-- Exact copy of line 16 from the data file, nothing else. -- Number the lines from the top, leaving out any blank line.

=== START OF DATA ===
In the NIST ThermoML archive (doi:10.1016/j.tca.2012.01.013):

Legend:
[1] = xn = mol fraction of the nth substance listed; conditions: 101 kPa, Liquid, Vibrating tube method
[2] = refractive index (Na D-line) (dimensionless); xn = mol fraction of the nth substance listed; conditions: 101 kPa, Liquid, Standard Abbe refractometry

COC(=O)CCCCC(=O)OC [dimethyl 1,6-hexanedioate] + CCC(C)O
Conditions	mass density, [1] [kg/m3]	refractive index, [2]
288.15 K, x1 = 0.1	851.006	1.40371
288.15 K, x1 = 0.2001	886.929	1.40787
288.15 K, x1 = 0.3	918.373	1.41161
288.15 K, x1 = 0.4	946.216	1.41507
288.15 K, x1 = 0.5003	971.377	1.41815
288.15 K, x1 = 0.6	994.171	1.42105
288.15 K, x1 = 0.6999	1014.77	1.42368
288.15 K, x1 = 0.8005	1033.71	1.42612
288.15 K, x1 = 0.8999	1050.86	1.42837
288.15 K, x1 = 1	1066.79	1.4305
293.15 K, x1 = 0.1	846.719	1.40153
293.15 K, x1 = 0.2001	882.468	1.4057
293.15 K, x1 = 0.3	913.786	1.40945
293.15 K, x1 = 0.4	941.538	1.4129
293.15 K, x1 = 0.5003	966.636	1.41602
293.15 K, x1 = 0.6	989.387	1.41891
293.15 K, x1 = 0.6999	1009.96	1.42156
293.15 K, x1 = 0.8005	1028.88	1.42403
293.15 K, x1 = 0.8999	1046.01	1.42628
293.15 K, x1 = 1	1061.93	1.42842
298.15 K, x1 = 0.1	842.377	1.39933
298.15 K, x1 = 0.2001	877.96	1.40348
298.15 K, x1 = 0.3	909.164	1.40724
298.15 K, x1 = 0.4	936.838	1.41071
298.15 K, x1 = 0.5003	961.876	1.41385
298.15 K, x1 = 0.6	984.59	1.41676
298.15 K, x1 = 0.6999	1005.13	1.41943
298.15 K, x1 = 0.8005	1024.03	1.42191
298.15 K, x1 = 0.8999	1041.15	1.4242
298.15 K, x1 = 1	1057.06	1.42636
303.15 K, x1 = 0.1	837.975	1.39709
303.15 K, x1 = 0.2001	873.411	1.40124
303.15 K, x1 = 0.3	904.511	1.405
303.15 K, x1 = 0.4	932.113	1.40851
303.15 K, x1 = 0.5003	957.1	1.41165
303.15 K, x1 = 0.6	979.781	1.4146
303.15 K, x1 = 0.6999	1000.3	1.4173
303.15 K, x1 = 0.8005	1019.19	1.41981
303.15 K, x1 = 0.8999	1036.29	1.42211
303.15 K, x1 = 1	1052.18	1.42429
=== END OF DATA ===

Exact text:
288.15 K, x1 = 1	1066.79	1.4305